Financial Daily from THE HINDU group of publications
Wednesday, Jun 11, 2003
Time for insight
THERE is a groundswell of discontent growing in the US over loss of jobs to outsourcing to countries such as India. And the ripples of this are surfacing everywhere. Protests against the H1B visa slipping back to the historical level of 65,000 when it expires on September 30, 2002, from the current levels of 1,95,000, have reached a feverish pitch. Debate over this issue is likely to begin in the Congress this month. To compound matters, one of the least regulated intra-company transfer L1 visa also came under the legislative microscope when a Bill was introduced last month by the Florida Congressman in the US House of Representatives seeking curbs on the use of the L1 visa.
Moreover, the high-voltage publicity which has surrounded the potential of India as an attractive offshore outsourcing destination has not helped matters. In November 2002, Forrester Research estimated that "over the next 15 years, 3.3 million US service jobs and $136 billion in wages will move offshore to countries such as India, Russia, China and the Philippines."
But all the distressing news has not been confined to the software services front. The Business Process Outsourcing (or the so-called IT-enabled services) scene has also been slowly getting murkier. Four US States New Jersey, Maryland, Connecticut and Washington are considering legislation to ban data processing contracts from the state to nations such as India. And in the first week of June, three of the UK's biggest worker unions have joined forces and are drawing up a plan of action to intensify their protest against outsourcing of jobs, mainly to India. The Communication Workers Union, along with the Finance Union, Unifi, and Amicus, which represents the call centre workers, are aiming to launch a nation-wide protest against this export of jobs. Already there has been a strong campaign against British Telecom's move to transfer 2,200 jobs to Bangalore and Delhi call centres.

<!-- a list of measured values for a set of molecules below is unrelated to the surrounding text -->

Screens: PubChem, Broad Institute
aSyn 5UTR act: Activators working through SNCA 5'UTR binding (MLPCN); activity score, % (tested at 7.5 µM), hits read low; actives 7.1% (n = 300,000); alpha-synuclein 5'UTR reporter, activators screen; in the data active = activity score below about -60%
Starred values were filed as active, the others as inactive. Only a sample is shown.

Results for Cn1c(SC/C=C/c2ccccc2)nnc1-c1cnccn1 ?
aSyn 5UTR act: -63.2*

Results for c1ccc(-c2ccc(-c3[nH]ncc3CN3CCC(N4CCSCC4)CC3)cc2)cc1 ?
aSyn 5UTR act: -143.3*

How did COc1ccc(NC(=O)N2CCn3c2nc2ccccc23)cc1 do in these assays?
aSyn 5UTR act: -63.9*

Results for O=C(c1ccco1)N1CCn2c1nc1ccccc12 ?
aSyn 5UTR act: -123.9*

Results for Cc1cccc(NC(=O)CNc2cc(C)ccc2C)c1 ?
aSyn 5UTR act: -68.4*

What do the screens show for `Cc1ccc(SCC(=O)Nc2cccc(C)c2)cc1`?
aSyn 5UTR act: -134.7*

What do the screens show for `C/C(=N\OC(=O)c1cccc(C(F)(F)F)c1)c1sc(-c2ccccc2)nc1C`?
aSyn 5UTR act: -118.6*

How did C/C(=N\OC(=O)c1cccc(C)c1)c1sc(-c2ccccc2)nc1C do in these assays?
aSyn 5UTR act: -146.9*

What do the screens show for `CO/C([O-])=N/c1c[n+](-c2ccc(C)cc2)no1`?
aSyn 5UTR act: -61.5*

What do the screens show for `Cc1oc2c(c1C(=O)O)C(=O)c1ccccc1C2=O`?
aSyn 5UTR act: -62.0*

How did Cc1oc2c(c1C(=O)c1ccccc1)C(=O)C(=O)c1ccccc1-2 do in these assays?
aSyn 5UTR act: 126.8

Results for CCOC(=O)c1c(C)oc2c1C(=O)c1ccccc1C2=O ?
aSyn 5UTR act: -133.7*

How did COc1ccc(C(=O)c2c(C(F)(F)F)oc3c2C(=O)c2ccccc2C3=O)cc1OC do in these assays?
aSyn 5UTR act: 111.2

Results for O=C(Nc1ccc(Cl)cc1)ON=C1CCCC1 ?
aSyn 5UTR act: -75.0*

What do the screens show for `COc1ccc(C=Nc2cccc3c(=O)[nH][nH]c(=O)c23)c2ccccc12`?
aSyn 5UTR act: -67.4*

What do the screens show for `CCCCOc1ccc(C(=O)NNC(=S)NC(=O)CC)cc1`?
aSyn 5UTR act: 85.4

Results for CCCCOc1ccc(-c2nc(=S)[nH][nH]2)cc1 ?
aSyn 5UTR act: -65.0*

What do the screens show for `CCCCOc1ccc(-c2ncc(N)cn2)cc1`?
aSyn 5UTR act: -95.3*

So far, these developments have been brushed aside as short-term irritants which will disappear with the passage of time. But it is up to the industry (with Nasscom, as the industry association acting as an advisory) to view these irritants as a stepping stone to shape long-term policy for the BPO and the IT-enabled services industry as a whole.
For the Indian IT-enabled services industry which is going ga ga over "call centres" and its extraordinary potential, the statement of Paul Saffo, of the Institute for the Future, should serve as a `reality check'. The statement is part of an interview to Data Quest when he had come to attend Nasscom 2003 in February.
In response to a question on the long-term impact of the call centre industry in India, he said, "Shortening education to go to work is a mistake. We did that in the 1950s when we told our young people - you don't need to go to college... you'll get a job at General Motors right out of high school. And guess what happened when General Motors moved manufacturing out of the US? Call centres are the intellectual equivalent of working in a Nike factory in Myanmar."
According to Saffo, it's a job and not a career. He goes so far as to say it's a sweatshop. "Sure it's clean, you don't sweat and you don't get carpel tunnel syndrome, but it is plain and simple exploitation....You are taking potentially productive young people, not letting them skill themselves and burning them out in call centres."
He cautions that it would be like killing off the very people who would have made the next Indian revolution happen. "Plus, it's the low end of the services industry that is very vulnerable to automation," he says.
Clearly, long-term policymaking for the IT-enabled services has to examine three facets carefully:
Over a period of time, the players will have to segment themselves to move into business process design, strategy and other consulting assignments.
Any short-termism is not likely to take the industry very far and may only be counter-productive to the interests of the industry players.
If the existing Indian players can prove that they can effectively leverage their quality systems and processes in the software field to BPO, the success of the industry will be proved without a shadow of doubt.
Till then, apprehensions about the long-term future of IT-enabled services will continue to prevail.
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